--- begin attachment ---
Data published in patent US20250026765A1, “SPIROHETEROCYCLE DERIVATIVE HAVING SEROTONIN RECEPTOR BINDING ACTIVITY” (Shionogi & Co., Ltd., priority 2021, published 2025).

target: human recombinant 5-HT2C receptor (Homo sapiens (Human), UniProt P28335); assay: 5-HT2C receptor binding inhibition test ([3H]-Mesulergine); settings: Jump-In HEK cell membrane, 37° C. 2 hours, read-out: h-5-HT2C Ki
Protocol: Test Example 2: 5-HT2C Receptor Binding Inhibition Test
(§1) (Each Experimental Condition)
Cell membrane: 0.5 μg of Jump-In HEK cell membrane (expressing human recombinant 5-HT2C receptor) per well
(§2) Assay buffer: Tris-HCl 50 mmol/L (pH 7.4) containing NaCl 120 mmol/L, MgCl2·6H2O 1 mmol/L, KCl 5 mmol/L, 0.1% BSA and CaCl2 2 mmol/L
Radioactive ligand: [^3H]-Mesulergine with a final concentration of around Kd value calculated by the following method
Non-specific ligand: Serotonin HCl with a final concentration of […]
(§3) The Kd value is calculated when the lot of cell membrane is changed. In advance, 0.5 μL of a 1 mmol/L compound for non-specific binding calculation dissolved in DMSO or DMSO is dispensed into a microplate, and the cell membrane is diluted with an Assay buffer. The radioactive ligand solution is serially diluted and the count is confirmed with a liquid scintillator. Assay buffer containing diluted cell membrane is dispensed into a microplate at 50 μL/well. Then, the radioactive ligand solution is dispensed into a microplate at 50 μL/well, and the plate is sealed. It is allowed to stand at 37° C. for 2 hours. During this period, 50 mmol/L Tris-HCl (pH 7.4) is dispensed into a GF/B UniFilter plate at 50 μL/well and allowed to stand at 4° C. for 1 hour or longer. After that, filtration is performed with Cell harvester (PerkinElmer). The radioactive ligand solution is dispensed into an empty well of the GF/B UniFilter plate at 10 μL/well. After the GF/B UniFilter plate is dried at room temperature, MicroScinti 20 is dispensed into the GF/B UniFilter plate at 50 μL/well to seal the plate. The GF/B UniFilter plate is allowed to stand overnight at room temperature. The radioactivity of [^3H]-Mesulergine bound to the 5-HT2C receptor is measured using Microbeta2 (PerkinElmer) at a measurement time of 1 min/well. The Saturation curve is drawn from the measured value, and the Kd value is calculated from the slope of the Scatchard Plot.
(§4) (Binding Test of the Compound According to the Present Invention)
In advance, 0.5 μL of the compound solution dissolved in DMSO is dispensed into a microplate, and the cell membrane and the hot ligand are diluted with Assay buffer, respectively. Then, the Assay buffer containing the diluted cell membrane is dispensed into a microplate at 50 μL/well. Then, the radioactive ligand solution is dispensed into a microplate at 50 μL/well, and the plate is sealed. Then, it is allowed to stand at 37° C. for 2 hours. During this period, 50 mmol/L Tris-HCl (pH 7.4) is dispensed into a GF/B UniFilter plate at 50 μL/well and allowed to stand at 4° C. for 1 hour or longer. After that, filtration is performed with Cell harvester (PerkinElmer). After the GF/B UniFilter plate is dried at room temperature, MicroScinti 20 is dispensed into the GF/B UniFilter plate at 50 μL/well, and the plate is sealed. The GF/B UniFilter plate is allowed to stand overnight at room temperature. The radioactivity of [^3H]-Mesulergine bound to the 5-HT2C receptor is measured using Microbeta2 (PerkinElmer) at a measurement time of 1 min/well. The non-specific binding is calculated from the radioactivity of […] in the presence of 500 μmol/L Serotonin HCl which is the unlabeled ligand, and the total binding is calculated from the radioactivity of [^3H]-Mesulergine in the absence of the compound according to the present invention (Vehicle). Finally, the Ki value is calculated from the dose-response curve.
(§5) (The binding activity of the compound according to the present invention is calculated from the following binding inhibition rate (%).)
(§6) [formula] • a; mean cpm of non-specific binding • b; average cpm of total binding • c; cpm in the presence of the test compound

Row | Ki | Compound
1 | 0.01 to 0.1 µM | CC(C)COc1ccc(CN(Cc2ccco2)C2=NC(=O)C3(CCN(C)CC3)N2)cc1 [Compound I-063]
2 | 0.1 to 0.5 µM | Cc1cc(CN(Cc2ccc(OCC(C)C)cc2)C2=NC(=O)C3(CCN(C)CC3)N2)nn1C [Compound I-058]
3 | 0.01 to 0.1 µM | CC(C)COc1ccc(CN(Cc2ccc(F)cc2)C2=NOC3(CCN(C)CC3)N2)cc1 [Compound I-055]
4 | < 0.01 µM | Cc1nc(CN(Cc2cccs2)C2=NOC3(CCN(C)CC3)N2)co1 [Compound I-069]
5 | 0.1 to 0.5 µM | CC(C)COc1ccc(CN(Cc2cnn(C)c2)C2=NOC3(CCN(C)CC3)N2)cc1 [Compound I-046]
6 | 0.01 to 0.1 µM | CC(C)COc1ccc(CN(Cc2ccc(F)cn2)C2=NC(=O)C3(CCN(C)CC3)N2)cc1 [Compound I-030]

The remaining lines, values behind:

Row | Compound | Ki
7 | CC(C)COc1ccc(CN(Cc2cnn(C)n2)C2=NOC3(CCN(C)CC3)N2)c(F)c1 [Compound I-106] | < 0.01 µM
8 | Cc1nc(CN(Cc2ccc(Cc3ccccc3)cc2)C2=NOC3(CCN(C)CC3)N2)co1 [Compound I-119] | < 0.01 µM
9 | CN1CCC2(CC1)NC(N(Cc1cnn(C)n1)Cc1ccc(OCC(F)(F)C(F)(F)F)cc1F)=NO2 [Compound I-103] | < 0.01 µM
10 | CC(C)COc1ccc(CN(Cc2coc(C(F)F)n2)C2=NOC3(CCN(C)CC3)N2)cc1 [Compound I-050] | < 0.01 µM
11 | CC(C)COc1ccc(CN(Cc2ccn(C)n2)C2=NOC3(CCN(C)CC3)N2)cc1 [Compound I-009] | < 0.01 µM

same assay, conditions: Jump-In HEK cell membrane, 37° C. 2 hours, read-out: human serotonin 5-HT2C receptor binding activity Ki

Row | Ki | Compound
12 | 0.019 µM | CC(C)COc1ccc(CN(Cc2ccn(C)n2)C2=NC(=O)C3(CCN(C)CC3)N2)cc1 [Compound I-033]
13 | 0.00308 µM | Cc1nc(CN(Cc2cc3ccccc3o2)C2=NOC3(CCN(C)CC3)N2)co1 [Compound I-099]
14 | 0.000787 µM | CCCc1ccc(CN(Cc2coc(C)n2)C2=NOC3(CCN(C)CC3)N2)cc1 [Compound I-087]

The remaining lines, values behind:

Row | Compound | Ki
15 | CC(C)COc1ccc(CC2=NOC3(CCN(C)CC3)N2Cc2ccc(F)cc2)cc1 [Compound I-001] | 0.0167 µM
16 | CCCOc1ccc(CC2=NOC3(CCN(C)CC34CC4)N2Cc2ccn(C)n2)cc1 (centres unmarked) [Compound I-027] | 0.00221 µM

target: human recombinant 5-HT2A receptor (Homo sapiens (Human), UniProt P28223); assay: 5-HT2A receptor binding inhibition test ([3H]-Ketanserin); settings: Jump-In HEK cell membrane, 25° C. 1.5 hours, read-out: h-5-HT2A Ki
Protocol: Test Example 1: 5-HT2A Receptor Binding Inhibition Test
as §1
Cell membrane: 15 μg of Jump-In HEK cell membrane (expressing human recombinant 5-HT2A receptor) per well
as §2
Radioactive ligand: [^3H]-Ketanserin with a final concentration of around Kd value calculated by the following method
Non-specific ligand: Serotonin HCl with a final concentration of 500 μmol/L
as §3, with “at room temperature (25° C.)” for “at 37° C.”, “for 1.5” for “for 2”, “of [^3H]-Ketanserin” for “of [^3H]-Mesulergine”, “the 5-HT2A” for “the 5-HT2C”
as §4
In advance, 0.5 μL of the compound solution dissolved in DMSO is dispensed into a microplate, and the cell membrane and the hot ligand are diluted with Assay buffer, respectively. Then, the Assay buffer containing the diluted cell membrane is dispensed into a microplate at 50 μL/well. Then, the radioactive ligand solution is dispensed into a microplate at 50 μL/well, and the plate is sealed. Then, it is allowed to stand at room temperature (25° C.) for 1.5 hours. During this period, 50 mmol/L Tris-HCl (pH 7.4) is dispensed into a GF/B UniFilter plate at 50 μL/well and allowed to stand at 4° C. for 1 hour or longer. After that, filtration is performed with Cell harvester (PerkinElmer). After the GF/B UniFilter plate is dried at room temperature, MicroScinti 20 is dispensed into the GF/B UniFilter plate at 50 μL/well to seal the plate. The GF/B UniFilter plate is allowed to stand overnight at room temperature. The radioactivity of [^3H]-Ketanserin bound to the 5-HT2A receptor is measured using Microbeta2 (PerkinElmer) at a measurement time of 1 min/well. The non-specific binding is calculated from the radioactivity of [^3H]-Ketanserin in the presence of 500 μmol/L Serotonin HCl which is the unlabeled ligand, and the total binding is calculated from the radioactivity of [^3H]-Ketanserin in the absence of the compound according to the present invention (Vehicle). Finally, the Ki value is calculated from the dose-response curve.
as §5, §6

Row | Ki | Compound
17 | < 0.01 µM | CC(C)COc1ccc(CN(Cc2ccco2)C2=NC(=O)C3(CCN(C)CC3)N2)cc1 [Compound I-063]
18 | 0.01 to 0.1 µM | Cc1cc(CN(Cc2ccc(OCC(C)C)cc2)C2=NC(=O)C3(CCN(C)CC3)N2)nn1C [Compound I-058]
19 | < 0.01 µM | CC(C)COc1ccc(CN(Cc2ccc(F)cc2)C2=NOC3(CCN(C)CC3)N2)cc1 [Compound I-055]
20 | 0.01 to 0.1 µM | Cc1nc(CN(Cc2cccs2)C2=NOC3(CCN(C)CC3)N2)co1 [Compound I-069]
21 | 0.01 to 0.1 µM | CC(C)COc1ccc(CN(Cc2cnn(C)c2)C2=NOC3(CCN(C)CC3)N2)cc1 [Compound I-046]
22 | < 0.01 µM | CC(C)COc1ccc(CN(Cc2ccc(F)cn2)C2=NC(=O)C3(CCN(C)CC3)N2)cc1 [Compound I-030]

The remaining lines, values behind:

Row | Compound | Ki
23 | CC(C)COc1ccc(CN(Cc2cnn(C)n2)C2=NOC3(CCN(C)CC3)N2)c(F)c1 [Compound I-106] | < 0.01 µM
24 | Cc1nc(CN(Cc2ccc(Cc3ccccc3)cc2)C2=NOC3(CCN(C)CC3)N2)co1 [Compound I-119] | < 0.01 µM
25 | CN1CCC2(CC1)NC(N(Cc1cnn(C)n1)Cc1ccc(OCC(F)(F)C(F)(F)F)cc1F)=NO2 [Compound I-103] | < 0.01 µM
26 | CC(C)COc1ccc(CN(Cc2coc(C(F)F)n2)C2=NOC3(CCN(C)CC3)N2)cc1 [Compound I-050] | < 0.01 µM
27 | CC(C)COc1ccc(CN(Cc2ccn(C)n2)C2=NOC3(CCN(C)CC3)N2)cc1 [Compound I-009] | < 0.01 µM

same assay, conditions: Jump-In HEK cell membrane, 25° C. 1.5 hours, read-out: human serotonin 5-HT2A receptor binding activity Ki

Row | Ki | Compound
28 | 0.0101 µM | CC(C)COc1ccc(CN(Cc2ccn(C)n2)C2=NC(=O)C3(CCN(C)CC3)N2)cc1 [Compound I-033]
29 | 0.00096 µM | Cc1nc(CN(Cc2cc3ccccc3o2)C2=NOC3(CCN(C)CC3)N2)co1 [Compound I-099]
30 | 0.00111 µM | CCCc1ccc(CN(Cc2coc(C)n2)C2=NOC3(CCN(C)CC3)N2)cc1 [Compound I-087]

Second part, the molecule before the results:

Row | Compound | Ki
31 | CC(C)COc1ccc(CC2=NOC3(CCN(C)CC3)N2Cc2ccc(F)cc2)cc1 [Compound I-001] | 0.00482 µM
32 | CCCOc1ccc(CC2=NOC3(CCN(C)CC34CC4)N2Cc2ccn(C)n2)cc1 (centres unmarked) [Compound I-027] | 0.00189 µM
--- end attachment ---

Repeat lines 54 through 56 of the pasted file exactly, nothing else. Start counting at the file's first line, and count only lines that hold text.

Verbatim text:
22 | < 0.01 µM | CC(C)COc1ccc(CN(Cc2ccc(F)cn2)C2=NC(=O)C3(CCN(C)CC3)N2)cc1 [Compound I-030]

The remaining lines, values behind:

Row | Compound | Ki